In Atomic Habits, James speaks about the power of habits and systems in lieu of having goals. The idea is that you cannot effectively reach your goals without having the proper habits in place to achieve them. And once you have a system in place or develop a habit, you will naturally reach goals because that is just who you are as a person. This is a book to keep physically as a reference as it has useful summaries of tools and techniques to help build and break habits.
In The Practice, Seth shares his many years of wisdom on what it means to ship creative work effectively to build "a practice." In other words, what does it take to move from being an amateur (in the pure sense of the word) to being a professional? Hint: you just keep shipping and iterating and making things better, even when you don't want to. The book is about doing good work, not striving for perfection on everything, and shipping your work to customers. I really appreciated all the bits of wisdom in the book, it read like a meditation almost. It's not for everyone but I tend to love his newsletter and podcast.
With that in mind, for 2021 I want to try and focus on improving the systems that are working for me, introducing new systems, and breaking out of bad habits that work against me. Now of course, in order to know what habits you want to build and break, you need some vision of what you want in the future. The type of person you want to be. I know Kent C Dodds talks about his mission statement -- this is also an effective way to frame who you want to be. I can't say that I exactly have that pinned down yet and but my hope is that by being the type of person I want to be will help me discover what that purpose is. I know that a good mission is in service of others, I just am not sure yet what that means for me other than educating through my courses right now.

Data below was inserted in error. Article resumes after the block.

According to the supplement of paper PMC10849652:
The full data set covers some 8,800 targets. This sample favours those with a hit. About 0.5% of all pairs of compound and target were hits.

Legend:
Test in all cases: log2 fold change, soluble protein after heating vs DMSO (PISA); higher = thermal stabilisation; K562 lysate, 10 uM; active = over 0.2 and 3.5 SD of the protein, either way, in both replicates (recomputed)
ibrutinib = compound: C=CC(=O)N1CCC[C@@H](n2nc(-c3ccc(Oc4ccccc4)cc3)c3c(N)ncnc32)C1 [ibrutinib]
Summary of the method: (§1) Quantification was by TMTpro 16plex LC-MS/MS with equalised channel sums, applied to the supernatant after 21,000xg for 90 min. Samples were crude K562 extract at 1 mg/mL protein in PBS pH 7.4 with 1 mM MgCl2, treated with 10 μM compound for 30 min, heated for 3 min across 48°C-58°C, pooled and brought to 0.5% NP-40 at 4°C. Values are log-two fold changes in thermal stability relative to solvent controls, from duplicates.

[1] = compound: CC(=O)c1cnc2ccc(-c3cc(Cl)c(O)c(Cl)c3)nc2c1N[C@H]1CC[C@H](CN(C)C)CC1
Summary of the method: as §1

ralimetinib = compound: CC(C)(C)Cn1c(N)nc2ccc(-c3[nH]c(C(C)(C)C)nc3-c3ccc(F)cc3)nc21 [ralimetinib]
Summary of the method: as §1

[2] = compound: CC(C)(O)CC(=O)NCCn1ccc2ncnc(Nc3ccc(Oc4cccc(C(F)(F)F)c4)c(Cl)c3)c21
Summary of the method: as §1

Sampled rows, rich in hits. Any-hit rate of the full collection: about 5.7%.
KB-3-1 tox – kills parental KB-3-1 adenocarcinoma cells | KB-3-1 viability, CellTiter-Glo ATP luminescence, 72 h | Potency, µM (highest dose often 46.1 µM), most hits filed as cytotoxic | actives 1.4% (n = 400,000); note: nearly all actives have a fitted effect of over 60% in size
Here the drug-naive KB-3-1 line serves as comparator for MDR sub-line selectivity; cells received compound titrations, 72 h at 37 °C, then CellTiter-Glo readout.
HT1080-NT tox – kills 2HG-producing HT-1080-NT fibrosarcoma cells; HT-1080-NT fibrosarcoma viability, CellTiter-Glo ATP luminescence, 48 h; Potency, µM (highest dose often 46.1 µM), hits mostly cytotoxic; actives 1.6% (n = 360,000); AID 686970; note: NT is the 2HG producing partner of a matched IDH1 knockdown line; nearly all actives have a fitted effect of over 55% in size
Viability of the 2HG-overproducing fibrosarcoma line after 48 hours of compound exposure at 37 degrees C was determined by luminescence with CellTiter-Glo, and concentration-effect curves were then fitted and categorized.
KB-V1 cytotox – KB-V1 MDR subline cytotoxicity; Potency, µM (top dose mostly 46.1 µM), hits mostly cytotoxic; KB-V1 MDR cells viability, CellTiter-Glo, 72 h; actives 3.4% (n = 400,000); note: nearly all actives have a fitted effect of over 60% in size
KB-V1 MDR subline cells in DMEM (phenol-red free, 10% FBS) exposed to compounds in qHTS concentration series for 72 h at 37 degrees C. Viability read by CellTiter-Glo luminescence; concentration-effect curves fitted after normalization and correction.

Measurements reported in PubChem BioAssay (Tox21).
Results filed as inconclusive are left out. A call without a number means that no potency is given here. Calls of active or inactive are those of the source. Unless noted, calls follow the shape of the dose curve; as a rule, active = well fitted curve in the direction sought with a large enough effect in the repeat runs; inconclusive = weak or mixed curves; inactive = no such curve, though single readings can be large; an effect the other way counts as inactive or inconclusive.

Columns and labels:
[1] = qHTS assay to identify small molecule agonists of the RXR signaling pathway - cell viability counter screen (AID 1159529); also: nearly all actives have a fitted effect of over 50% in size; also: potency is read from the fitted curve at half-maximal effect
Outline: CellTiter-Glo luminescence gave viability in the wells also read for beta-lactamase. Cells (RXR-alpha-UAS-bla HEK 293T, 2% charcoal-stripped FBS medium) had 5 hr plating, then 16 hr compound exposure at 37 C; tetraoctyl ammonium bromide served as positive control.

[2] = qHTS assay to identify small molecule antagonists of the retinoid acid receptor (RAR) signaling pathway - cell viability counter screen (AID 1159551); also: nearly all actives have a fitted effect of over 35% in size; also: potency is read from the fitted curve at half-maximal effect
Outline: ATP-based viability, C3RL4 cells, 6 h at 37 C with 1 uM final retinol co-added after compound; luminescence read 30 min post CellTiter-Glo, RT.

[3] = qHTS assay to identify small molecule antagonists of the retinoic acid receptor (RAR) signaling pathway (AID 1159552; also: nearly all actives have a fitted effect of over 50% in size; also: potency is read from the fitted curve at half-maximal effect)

In 2021 I'd like to work towards being a developer educator, a DIYer, and an indie hacker (in no specific order). It's important to note this isn't all I want to be but where I want the focus to be. I thought of some other terms like "entrepreneur" or "solo founder" but I think indie hacker embodies more of the approach I tend to take. Knowing this, when I have a decision to make I can say to myself, "Is this what someone who is an
(educator || DIYer || indie hacker) would do?" I can also start to ensure I have the right systems and habits in place to become the type of person I want to be.
Here are some concrete examples of the systems I already have in place related to these focus areas.
Contributes to being an educator